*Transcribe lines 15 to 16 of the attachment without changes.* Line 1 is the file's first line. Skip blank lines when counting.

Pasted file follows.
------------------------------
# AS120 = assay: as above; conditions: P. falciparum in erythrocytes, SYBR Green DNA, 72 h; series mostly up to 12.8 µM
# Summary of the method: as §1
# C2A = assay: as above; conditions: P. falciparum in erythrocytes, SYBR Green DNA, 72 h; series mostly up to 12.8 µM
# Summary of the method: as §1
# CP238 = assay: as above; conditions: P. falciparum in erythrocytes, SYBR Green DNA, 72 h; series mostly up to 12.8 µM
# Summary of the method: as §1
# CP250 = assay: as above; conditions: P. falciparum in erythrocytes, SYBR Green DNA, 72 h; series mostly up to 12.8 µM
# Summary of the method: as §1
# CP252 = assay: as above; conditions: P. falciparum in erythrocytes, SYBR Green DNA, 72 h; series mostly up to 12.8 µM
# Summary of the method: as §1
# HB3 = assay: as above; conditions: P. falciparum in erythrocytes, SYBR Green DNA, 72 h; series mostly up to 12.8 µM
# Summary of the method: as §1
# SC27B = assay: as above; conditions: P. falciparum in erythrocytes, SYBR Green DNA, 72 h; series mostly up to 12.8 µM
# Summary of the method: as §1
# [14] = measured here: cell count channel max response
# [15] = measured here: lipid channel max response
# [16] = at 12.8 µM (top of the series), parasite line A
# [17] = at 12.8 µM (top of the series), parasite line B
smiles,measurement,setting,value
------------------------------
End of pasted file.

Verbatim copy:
# [14] = measured here: cell count channel max response
# [15] = measured here: lipid channel max response